Hunting for “Dirtbags”: Why Cops Over-police the Poor and Racial Minorities


Lori Beth Way and Ryan Patten ’03 PhD

Northeastern University Press, 2013


In this day of increased scrutiny of police, many people wonder about policing styles and how officers use their unassigned time. The high rate of minority arrests and stops as well as the higher level of surveillance in poor communities have also come into question.

With these things in mind, two political science colleagues at California State University, Chico explored what factors influence police officers’ decisions on their policing strategies. Patten and Way conducted their research in two large cities, one in California and one on the East Coast. They performed direct interviews with officers as well as about 300 observational ride-alongs.

They describe three types of police officers: hunters, slugs, and community builders. The hunters actively looked for lawbreakers and focused on serious non-violent crimes like drugs and car theft, but were less likely to respond to citizen calls for misdemeanors or other police support. Slugs were slow or less likely to respond to calls and had fewer citations, arrests, and resident contacts. Community builders were the types of officers who might stop a car to inform the driver that a headlight was out and who sought to provide positive interactions with the community.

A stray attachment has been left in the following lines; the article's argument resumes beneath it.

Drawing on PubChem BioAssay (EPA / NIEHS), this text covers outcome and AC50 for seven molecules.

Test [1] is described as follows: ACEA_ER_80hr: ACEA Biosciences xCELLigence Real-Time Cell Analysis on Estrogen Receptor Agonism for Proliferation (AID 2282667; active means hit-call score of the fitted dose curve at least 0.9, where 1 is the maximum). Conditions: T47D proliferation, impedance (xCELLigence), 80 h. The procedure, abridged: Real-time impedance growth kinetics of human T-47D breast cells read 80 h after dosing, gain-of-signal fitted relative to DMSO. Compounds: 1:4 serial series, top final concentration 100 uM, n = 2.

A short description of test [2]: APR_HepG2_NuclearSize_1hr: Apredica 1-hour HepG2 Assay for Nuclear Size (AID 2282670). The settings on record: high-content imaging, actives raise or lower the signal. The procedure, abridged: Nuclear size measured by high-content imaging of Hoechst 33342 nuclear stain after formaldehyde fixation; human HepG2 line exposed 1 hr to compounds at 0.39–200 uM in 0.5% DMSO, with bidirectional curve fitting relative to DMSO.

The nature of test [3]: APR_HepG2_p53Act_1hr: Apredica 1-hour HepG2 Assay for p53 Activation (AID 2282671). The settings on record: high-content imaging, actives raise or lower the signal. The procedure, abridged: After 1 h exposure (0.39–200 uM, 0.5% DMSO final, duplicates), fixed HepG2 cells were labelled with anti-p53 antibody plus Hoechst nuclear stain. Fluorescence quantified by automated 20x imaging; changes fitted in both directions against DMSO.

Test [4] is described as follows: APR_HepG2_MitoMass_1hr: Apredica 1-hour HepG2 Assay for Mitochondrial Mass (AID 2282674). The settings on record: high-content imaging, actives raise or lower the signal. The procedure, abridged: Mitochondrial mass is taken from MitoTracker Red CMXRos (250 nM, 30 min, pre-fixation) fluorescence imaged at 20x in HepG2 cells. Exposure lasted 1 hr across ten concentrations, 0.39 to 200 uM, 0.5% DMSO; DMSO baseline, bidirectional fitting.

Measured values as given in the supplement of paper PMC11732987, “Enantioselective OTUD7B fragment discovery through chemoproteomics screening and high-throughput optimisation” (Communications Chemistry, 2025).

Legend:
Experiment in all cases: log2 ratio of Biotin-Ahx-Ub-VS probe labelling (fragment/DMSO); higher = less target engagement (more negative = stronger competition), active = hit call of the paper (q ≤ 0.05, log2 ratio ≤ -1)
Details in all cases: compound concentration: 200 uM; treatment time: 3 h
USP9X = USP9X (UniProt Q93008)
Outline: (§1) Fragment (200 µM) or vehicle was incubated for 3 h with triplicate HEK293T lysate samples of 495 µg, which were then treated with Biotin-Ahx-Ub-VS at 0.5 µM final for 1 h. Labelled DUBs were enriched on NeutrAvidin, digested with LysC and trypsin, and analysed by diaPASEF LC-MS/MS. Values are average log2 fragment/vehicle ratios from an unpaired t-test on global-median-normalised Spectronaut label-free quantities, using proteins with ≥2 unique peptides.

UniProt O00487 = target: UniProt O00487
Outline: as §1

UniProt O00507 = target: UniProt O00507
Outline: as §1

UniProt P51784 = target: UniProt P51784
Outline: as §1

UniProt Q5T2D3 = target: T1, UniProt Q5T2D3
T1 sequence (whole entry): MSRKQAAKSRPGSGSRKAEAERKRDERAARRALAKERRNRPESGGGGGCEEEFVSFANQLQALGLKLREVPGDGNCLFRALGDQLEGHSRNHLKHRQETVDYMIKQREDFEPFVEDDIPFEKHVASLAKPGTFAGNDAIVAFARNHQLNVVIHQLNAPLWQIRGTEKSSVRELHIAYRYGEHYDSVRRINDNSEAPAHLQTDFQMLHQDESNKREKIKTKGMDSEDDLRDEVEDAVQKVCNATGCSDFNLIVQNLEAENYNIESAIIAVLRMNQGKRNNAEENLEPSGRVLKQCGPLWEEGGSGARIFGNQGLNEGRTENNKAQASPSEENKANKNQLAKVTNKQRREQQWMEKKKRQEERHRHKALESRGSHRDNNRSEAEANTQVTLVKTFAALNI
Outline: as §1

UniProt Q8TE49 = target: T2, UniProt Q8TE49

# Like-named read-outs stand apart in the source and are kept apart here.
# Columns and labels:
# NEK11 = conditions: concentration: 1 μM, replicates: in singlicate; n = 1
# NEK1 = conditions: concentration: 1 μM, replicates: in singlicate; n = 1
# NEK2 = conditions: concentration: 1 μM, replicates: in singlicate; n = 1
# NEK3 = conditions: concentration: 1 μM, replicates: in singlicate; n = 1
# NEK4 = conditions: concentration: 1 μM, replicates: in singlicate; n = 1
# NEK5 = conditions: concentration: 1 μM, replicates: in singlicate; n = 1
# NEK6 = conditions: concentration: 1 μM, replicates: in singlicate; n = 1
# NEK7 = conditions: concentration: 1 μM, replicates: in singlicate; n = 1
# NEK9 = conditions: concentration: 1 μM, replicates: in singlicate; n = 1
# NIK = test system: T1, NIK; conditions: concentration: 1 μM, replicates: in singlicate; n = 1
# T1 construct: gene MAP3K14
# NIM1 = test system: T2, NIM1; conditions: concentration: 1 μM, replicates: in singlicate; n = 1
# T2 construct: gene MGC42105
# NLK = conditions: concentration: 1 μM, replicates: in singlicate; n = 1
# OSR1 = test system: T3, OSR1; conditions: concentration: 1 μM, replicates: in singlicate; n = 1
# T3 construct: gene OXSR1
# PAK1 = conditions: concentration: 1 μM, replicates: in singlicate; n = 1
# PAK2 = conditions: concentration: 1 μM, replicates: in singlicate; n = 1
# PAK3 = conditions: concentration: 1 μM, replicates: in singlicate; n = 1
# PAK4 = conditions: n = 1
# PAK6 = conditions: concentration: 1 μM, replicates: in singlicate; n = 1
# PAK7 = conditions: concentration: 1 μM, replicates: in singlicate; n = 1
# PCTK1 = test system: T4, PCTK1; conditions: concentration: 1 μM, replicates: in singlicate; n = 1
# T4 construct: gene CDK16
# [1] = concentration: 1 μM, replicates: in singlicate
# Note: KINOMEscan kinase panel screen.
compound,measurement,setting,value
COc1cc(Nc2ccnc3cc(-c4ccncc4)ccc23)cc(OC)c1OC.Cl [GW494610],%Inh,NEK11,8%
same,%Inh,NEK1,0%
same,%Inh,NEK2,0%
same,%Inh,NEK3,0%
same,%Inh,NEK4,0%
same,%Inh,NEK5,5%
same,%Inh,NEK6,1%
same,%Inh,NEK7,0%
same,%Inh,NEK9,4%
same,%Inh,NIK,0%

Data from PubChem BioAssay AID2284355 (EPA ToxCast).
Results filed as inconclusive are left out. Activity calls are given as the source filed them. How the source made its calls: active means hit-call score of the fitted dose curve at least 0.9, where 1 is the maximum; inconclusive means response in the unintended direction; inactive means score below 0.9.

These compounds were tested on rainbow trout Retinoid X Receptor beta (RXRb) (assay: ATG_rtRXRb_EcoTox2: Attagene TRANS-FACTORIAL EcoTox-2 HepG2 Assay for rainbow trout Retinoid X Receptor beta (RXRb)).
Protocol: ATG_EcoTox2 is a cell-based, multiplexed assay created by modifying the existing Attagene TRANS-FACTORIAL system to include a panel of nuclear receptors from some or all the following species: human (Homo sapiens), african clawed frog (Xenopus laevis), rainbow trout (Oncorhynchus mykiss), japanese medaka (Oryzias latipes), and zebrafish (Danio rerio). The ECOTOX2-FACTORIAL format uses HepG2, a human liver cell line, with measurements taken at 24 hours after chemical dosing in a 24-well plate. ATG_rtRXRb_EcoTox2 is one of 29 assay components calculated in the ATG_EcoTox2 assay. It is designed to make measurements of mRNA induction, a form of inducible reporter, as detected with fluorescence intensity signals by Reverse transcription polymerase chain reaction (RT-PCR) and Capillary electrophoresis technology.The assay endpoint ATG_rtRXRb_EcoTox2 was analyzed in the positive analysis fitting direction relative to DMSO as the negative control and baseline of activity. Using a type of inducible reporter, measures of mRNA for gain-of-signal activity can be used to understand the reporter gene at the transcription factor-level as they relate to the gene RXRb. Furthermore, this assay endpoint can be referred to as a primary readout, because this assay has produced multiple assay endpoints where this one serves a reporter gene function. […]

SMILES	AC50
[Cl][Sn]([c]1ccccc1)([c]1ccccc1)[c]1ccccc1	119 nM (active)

Patten and Way noted that many policing strategies, like hunting, were not effective. The researchers also concluded that officers had the discretion to take proactive action like conducting a higher level of surveillance on poor communities, which in turn would lead to more arrests in minority neighborhoods.

The current policing system isn’t working, argue the authors. While crime decreased in the past decade, incarceration and supervision had not. At the same time proactive policing, like looking for lawbreakers in poor neighborhoods, did not result in more convictions. Instead, the frequency and targeted nature of the proactive policing suggested harassment.

In their conclusion, Patten and Way suggest a service-oriented policing model where officers would respond more to citizen calls for service, they would follow up with the victim or complainant, and they and their supervisors would use crime analysis data to make decisions about how and where to patrol.